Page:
But maintaining weight loss, especially significant weight loss, is determined by eating reasonable portions of nutritious food and moving your body. Wow, there’s a radical thought.
Say what you will about decreasing fat and sugar content of food and aggressive marketing by junk pushers, uh, “fast food restaurants.” You can choose to walk away. A one-man or one -woman protest against the system is all you need to get away from being overweight and the debilitating health conditions that come with it.
I am currently expecting my fourth child (my laptop barely rests on what’s left of my lap at present). After my third was born, I was obese. Not in the cute-fat sort of way, but in the pre-diabetic, doctor-on-my-ass, fasting blood sugar at 94 kind of way. Fat.
Not one to accept that my life was going to follow the same path of most in my Midwestern, corn-as-a-vegetable family, I made a choice. I chose to shed the pounds I’d carried since childhood, reinvent myself as a slimmer person, and be happy about it.
I tossed everything with junk. I bought a grain mill, a Blendtec, started jogging, and went to town. While it was a financial burden (hubs is a public school teacher), we made it work. Why? Because it mattered.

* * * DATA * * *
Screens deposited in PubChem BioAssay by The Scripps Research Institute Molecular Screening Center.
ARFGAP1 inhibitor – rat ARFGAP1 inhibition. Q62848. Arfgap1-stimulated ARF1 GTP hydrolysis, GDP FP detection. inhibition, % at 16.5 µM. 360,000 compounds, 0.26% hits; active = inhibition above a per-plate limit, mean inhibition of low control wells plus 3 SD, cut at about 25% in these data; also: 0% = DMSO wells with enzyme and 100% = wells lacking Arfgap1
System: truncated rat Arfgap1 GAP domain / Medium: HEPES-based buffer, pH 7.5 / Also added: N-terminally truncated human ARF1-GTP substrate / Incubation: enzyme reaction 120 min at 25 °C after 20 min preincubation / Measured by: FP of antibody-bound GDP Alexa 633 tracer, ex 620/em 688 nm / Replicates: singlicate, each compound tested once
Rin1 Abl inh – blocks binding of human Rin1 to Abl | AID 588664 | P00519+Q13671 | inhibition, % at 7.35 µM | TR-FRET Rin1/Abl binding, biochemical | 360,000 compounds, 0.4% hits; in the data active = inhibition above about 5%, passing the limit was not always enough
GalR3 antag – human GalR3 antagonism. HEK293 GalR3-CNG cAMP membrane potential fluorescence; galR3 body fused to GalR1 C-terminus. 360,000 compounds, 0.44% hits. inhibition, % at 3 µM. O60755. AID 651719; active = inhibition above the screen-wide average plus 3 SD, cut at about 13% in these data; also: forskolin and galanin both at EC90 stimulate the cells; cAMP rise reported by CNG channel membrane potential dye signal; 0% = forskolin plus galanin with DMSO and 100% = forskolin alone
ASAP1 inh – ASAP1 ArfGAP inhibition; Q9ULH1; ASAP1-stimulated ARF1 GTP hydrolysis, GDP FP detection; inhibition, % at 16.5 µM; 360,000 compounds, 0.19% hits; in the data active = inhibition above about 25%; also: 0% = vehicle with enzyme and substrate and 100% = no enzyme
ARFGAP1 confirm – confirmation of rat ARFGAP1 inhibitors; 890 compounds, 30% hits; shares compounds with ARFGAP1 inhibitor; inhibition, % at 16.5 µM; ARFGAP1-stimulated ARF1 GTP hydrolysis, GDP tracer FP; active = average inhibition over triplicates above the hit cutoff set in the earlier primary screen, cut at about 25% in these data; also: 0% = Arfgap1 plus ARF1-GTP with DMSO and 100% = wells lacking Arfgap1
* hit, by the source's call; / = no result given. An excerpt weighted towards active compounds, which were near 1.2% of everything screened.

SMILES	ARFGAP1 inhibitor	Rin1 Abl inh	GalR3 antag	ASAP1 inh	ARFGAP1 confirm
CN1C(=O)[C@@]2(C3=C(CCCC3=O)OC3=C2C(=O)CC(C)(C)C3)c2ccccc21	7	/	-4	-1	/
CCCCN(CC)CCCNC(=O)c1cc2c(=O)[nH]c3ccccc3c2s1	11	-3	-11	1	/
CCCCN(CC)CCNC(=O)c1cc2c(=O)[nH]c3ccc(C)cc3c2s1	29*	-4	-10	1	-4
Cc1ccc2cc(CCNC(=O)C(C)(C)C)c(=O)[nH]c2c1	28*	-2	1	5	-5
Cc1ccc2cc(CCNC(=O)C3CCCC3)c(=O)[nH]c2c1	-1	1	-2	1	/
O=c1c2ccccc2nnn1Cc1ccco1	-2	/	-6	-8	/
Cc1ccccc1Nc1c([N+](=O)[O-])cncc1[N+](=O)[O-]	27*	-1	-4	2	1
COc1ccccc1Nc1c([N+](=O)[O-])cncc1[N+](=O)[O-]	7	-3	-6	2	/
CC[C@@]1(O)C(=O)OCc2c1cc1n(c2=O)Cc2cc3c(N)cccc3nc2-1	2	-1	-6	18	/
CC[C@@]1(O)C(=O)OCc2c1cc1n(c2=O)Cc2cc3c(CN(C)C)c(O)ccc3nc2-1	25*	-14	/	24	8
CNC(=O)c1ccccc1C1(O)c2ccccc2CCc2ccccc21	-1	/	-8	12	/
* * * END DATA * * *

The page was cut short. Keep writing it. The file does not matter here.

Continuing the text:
All those excuses about not having the money or the time flew out the window when I realized that this was a matter of my health, and my health was worth the time and the money. My family was worth the expense and the change. We broke the pattern, after all.
Having been exactly at 220 lbs. myself (at 5’2″) and losing 88 pounds over nine months, I lost weight more slowly than the study participants. I confess to having stalled because of boredom and overuse injuries after month five, but got back on track after a 6-week maintenance (and sanity) break.
That means that I lost an average of 2.6 lbs. per week when I was working at it. I managed to keep 80 lbs. of it off until I became pregnant again early this year. This takes some serious work, because a 1,300 calorie per day deficit is no joke. I averaged about 15 hours per week in the gym between cardio, strength, and Pilates and yoga.
It wasn’t always fun. I hurt. I cried. I made some dishes that emphatically were NOT tasty. But in nine months I went from someone who got pitying looks for her weight to someone whose advice others sought for diet and fitness. Heck, you’re reading this now because of that transformation.
I engaged in calorie cycling to “trick” my metabolism into staying high throughout the process, eating an average of 1,700 calories per day (remember that I was nursing). Even though the work was hard, it was a relatively short amount of time required to drop from a size 20 to a size 6 and was well worth it.
Passion is the most important component of a weight loss program, and passion is the fuel that keeps weight off after the initial loss. I can’t say what the Swiss study will tell when it reemerges in three years, but I know what my own life will show: a passion for health keeps the metabolic fires burning. Don’t let them go out.